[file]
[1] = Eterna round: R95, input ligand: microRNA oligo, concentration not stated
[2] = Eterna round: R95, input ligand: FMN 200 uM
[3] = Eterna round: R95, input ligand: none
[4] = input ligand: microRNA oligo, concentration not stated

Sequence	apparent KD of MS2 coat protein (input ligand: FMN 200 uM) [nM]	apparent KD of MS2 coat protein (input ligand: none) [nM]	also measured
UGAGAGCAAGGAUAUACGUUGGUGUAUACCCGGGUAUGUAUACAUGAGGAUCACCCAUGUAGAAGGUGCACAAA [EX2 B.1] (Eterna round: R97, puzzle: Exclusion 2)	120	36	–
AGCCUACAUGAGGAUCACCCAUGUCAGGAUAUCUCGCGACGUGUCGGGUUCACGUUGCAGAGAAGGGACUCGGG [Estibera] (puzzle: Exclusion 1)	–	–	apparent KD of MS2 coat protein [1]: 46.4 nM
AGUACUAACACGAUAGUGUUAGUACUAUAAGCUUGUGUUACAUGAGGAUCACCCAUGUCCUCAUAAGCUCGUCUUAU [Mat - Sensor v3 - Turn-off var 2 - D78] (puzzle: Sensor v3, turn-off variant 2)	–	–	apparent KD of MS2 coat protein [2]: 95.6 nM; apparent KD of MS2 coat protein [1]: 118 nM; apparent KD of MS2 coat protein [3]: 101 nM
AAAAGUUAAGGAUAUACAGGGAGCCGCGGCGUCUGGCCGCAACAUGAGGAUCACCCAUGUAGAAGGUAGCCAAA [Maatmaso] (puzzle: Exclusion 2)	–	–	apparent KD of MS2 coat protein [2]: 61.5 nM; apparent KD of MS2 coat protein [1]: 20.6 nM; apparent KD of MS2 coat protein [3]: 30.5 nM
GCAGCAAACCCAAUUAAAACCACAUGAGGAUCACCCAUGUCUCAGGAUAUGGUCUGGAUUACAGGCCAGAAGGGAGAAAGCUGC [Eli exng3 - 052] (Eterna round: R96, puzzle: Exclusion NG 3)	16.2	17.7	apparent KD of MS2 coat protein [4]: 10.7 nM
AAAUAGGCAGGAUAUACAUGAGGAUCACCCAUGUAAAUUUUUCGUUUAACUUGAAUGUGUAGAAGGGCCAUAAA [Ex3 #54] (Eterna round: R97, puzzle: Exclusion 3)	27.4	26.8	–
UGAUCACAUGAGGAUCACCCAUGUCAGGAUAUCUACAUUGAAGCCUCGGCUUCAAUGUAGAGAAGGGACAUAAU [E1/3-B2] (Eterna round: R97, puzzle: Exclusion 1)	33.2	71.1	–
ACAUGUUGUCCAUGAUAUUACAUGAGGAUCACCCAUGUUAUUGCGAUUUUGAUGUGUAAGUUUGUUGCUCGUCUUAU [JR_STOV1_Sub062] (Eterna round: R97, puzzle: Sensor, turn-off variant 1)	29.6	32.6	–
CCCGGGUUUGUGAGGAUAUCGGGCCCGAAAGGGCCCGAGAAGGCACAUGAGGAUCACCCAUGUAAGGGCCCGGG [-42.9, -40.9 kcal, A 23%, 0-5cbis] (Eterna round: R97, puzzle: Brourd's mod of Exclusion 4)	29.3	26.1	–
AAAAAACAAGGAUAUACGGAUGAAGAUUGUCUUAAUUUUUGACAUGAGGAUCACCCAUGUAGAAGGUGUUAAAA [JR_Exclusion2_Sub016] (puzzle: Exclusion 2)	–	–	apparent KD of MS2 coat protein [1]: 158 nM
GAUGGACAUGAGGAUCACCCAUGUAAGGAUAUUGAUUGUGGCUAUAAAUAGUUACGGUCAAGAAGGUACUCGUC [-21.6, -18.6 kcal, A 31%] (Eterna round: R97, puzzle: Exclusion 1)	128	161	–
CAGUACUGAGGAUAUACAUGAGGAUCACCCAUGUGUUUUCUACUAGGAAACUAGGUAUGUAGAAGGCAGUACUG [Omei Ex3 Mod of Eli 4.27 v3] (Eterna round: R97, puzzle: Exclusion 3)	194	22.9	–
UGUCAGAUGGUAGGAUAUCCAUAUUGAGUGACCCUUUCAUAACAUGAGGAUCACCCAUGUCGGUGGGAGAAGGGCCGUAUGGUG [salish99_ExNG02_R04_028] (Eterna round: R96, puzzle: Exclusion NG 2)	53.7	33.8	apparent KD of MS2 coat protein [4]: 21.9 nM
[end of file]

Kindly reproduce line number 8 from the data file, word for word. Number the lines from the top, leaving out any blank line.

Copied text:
AGUACUAACACGAUAGUGUUAGUACUAUAAGCUUGUGUUACAUGAGGAUCACCCAUGUCCUCAUAAGCUCGUCUUAU [Mat - Sensor v3 - Turn-off var 2 - D78] (puzzle: Sensor v3, turn-off variant 2)	–	–	apparent KD of MS2 coat protein [2]: 95.6 nM; apparent KD of MS2 coat protein [1]: 118 nM; apparent KD of MS2 coat protein [3]: 101 nM